It has also been found in developing this invention that with regard to the appearance of metallic coatings, water-based basecoats provide for the brightest coating and the best flop. Color plus clear systems using water-based basecoats are described in U.S. Pat. No. 4,403,003. However, this reference discloses the use of microgel in the basecoat and this can pose a disadvantage. One of the most popular microgels are those described in U.S. Pat. No. 4,147,688. However, these microgels are prepared in organic solvent and are difficult to incorporate into a water-based system. Although there are microgels which are prepared in aqueous systems such as those described in British Patent No. 967,051 and U.S. Pat. No. 4,290,932, these aqueous-based microgels are difficult to prepare in high yields and can present stability problems when incorporated into paints.
Surprisingly, it has been found that certain water-dilutable polymeric binders can be used in the formulation of metallic pigment-containing basecoats which do not require the presence of crosslinked polymeric microparticles or cellulose acetate butyrate. Transparent topcoats can be applied to these basecoats via a wet-on-wet technique to provide for lustrous multi-layered coated articles with excellent flop. The invention is also applicable to basecoats without metallic pigmentation but with color pigments. The water-dilutable polymeric binders can be applied over both metallic portions and elastomeric portions of a substrate such as are commonly found on motor vehicle bodies thereby providing a universal basecoat. Also in a preferred embodiment of the invention, specific topcoats can be applied to the basecoat over both elastomeric and metallic parts providing a universal color plus clear coating system. Such universal coating system is particularly desirable in the automotive industry where the metallic parts of the motor vehicle are painted with one type of paint and the elastomeric parts such as bumpers and front end facia are painted with another type of paint which has to be more flexible than the paint for the metallic parts. The use of two types of paints is labor intensive and presents problems with color matching. The universal coatings of the present invention overcome these disadvantages.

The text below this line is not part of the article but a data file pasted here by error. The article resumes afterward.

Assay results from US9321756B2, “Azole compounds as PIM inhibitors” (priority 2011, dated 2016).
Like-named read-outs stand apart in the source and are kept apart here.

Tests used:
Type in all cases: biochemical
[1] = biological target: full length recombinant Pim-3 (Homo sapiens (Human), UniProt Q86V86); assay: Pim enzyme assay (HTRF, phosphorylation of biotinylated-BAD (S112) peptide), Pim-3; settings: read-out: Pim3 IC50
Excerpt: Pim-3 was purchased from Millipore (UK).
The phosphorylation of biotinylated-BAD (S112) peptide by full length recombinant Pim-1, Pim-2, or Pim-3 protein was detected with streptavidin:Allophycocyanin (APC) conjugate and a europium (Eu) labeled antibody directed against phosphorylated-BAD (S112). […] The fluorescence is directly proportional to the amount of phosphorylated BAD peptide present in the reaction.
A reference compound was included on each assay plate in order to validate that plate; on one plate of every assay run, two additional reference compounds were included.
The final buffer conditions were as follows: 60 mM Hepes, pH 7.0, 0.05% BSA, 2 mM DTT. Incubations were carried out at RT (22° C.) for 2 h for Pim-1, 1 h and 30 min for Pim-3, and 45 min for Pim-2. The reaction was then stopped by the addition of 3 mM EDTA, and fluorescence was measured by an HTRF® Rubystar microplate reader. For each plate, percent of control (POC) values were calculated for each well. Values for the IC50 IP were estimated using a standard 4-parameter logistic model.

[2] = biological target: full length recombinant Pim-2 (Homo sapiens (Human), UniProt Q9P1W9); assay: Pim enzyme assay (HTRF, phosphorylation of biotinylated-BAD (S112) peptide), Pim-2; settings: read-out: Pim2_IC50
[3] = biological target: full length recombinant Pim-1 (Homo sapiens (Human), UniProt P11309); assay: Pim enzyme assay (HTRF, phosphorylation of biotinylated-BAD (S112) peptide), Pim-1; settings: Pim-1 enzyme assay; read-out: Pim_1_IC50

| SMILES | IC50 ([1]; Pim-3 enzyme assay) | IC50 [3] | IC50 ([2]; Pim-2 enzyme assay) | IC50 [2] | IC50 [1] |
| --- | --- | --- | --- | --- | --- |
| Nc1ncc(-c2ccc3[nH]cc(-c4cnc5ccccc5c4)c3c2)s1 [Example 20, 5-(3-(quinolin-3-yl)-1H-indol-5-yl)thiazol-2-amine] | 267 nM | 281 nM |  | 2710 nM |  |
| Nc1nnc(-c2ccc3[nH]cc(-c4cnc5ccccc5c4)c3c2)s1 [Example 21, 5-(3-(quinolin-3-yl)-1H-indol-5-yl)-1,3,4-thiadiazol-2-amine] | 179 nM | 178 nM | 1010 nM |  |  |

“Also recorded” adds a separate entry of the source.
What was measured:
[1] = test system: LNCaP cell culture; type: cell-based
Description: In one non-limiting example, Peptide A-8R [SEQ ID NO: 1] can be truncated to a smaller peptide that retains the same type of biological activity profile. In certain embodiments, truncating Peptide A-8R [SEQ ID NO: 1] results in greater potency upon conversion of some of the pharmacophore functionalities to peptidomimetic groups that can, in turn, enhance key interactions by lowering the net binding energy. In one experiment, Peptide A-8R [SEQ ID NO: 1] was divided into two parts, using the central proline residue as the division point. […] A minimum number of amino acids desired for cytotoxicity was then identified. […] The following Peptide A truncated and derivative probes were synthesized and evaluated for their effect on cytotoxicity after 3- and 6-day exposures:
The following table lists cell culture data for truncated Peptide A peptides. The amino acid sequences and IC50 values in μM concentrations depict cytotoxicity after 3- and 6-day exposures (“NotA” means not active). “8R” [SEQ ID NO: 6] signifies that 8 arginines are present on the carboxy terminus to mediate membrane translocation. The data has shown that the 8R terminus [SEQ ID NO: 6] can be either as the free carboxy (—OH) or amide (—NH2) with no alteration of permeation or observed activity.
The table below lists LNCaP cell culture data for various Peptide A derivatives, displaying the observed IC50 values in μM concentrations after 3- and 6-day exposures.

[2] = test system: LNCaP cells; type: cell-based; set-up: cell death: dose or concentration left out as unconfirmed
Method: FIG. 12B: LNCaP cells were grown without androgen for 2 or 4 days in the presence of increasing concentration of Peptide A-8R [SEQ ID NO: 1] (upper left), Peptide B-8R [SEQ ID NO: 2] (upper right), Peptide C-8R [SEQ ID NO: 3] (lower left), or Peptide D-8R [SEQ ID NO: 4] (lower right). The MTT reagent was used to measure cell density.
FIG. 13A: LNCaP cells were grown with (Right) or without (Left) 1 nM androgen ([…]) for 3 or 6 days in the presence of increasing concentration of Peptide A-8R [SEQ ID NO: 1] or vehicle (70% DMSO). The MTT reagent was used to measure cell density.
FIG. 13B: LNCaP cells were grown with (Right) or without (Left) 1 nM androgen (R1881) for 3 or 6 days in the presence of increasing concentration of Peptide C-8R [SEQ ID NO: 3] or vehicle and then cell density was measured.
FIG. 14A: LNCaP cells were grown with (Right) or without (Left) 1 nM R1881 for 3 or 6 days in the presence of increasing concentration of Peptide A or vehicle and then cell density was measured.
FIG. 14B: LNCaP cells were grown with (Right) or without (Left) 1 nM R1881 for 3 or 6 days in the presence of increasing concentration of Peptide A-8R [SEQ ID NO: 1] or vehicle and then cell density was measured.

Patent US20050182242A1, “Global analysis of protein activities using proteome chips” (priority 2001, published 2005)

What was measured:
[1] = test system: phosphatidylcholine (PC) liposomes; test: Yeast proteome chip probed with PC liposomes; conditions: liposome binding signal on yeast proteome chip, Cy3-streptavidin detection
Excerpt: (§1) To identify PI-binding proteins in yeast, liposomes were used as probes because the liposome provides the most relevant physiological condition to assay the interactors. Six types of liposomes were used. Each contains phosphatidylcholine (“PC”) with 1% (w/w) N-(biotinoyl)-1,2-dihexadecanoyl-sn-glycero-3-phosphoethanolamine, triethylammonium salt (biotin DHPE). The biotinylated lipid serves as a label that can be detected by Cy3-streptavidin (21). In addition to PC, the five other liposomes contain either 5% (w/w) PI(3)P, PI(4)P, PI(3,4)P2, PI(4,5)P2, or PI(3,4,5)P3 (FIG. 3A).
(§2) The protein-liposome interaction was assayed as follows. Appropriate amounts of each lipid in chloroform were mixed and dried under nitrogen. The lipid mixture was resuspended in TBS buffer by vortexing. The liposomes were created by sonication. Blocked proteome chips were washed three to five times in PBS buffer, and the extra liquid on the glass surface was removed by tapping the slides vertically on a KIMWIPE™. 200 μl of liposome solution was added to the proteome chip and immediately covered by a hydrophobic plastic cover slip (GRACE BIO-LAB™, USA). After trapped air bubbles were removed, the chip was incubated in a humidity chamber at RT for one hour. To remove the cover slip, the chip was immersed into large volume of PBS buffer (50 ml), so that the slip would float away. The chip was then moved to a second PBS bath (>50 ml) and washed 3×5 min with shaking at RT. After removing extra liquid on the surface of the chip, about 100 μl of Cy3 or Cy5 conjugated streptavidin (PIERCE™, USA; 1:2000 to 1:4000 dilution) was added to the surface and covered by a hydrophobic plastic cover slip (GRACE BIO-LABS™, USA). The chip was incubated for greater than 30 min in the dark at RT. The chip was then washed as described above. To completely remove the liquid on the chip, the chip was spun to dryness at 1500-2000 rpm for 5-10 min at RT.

In accordance with the present invention, a process for applying a composite coating to a substrate is disclosed. The process comprises:
(1) applying to the surface of the substrate an aqueous-based film-forming composition containing color pigments, preferably metallic pigments, and a water-dilutable polyurethane binder,
(2) forming a basecoat on the surface of the substrate from the composition applied from step 1,
(3) applying to the basecoat a film-forming composition, and
(4) forming a transparent topcoat from the composition applied in step 3 over the basecoat.